Was contemplating interiority. From how the half finished human sculptures carved out of stone brought us into the artists studio, inside the artists process. To the art with literal interior spaces: the wooden tetrahedron with communist murals painted on the inside instead of the out, to the metal teepee with its sides pried open, inviting you inside where holes punched into the metal would cast dappled shadows in a hexagonal pattern evoking DNA. The No Parking sign that suddenly sprouted metal branches like a metalic tree, next to a tree like metal street lamp immediately brought you inside a dream like world of organic metal, while my favorite piece was a metal bird whose highly reflective surface (like the Chicago bean) would suck you into its interior, like Michale Crichten's Sphere or Supermans's phantom zone.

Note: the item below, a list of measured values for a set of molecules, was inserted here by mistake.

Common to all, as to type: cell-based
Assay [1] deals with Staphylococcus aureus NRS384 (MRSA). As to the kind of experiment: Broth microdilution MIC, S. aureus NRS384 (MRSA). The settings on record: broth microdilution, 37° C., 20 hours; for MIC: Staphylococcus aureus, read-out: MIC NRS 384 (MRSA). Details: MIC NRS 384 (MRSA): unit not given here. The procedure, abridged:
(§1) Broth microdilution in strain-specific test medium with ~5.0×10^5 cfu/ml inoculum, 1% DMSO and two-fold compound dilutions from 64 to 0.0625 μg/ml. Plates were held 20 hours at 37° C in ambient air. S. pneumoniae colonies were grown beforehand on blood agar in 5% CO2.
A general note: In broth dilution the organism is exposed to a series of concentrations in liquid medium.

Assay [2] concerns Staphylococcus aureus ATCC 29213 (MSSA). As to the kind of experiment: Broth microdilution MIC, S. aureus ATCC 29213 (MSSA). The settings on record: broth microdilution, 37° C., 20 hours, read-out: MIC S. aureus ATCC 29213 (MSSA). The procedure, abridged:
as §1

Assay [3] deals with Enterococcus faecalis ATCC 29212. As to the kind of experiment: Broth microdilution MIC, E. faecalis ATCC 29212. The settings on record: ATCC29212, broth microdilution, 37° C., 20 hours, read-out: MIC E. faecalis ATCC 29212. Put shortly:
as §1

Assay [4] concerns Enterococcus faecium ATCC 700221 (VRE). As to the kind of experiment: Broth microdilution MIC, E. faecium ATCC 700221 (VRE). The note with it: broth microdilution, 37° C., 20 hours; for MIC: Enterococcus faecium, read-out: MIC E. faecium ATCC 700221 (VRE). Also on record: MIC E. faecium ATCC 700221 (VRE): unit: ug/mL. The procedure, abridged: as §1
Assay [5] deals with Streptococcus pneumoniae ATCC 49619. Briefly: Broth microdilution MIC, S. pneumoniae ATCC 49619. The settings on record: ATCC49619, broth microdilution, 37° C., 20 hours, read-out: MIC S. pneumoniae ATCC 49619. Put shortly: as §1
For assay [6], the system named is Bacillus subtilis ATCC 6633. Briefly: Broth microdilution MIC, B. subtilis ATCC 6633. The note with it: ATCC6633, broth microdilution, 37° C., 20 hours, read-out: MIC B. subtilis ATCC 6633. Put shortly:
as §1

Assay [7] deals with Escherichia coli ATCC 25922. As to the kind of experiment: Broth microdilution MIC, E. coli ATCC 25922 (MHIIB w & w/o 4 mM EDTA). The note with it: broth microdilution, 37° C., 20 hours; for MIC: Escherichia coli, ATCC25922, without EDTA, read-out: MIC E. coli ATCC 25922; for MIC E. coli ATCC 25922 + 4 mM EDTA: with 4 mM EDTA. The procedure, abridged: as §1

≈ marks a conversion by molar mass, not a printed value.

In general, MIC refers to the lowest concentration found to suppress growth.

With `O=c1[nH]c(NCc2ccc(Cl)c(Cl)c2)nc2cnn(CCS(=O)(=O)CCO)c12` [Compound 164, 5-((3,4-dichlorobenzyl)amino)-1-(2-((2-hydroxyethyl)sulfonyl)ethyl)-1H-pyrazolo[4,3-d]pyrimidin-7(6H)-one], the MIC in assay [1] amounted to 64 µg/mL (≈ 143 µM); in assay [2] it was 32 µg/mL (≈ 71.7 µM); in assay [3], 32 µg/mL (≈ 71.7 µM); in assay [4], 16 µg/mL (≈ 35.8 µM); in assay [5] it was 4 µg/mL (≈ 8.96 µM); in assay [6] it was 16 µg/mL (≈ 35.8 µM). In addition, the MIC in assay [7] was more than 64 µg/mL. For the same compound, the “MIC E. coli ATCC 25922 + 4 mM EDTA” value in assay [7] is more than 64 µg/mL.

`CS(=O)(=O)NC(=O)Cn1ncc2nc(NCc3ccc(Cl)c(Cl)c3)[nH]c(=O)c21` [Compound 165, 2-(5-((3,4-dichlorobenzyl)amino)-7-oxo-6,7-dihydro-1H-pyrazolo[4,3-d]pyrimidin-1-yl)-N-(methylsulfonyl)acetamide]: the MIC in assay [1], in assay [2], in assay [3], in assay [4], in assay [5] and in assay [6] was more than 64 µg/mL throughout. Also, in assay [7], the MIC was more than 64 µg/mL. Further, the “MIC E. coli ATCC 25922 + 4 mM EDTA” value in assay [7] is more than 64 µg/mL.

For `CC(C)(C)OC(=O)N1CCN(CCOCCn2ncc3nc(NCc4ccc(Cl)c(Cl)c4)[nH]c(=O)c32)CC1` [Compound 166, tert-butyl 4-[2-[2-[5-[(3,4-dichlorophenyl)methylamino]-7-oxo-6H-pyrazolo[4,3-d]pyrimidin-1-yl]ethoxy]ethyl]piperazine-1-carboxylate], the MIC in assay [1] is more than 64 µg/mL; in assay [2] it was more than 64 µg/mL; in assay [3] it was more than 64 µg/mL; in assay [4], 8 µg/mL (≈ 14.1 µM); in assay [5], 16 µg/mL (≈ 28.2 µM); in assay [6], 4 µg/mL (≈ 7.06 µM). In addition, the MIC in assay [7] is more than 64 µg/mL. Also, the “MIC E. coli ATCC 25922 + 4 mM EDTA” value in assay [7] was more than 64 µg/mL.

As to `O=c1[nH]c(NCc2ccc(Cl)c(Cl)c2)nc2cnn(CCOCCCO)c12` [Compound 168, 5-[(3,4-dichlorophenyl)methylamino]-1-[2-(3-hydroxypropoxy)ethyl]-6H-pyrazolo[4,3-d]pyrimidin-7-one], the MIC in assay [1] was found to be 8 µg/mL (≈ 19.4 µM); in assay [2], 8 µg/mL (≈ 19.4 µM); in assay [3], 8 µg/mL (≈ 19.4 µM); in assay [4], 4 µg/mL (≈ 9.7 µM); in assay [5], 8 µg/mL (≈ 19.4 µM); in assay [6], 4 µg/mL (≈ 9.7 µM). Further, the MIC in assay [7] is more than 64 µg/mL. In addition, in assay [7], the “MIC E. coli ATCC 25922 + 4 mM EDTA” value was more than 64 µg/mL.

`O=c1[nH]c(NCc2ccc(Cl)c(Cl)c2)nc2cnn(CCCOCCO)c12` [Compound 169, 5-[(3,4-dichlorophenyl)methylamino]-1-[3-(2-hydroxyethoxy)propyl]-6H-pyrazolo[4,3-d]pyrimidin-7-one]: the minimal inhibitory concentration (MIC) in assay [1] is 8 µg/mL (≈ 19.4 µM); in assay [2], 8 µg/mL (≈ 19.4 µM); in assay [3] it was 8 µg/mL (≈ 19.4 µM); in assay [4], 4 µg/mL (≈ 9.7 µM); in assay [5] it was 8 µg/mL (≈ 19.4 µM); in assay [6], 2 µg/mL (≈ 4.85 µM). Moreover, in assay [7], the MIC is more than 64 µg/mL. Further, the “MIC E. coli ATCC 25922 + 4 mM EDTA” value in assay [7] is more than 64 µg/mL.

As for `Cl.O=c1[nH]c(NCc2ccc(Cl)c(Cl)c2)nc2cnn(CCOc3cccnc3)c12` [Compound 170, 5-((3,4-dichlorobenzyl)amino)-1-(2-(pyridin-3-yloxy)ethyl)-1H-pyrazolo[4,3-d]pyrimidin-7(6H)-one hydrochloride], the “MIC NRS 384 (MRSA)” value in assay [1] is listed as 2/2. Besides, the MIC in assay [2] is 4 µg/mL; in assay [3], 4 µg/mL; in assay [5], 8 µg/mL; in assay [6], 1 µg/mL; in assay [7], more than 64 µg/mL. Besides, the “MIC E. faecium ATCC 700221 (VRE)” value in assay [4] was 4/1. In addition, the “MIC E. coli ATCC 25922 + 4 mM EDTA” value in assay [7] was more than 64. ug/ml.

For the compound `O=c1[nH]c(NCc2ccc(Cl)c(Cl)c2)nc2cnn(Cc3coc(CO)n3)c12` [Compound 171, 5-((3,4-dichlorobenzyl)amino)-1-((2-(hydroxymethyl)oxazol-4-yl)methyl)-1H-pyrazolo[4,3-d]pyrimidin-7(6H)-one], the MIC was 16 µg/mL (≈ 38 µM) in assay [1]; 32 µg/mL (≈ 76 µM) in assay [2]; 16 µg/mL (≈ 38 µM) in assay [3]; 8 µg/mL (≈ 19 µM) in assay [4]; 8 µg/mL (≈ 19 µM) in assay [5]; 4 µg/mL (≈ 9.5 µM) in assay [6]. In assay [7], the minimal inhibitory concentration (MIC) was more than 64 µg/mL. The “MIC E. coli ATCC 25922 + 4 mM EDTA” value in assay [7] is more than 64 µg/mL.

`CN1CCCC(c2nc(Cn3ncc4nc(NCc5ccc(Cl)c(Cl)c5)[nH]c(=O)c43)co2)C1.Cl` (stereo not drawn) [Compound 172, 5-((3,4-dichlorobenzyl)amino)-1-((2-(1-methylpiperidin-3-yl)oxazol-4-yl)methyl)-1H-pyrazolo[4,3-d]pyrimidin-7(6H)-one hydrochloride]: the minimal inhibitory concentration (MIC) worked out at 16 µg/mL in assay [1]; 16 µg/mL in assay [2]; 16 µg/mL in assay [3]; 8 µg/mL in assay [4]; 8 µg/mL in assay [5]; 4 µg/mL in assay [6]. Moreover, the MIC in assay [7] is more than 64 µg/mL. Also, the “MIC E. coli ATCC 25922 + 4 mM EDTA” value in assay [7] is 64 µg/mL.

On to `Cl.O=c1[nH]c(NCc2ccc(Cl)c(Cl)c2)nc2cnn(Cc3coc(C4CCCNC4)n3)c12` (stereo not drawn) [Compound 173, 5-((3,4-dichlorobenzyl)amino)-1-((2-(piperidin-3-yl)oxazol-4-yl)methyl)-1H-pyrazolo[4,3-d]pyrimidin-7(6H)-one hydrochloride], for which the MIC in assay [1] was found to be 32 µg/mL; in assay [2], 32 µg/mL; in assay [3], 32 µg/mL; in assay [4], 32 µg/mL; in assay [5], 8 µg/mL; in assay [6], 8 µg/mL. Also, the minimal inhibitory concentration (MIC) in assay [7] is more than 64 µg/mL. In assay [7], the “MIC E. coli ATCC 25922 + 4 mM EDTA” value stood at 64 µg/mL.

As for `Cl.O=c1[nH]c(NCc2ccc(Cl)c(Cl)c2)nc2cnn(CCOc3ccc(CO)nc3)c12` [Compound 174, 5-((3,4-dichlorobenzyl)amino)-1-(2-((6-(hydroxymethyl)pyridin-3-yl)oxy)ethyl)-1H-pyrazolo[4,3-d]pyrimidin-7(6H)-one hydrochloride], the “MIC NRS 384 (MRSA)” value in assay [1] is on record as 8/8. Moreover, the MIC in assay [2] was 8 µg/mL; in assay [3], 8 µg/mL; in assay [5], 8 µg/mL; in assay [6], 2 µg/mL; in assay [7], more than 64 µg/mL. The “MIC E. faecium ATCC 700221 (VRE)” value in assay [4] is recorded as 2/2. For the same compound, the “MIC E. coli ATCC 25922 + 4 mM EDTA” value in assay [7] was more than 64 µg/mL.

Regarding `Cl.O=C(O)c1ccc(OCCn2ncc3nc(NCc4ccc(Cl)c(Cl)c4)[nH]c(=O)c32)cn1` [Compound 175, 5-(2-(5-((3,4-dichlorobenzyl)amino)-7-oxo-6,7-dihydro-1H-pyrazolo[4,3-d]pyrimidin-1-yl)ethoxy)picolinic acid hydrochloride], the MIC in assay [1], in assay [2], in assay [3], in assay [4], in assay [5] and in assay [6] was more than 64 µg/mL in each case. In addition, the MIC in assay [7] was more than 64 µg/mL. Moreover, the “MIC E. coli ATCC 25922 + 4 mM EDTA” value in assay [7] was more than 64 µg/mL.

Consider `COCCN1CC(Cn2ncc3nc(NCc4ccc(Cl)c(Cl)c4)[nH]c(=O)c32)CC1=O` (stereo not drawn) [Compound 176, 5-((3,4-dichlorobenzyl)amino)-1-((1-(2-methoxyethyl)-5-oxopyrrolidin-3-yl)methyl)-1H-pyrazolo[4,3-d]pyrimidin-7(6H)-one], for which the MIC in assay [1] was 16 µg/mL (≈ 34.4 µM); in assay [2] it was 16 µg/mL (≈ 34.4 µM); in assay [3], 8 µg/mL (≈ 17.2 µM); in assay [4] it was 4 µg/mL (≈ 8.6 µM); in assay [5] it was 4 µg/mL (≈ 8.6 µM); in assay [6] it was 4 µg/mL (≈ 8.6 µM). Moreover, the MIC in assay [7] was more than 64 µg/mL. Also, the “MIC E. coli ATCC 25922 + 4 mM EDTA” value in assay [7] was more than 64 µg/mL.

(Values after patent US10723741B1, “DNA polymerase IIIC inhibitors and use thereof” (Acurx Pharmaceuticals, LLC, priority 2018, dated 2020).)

Was so excited I brought my 19 month old son later that day, and got to experience the art in a new way. As we stood pondering a calder like metal construct, thinking it looked like a dog, my son shouted "Neigh neigh" his word for horse. I was like, ha, yes, even a 1 year old can "get" abstract art. Later on, at the half formed sculptures, my toddler was deeply disturbed. He screamed and pointed away anytime we got close. I guess there is something deeply disturbing about partial human bodies coming out of rock.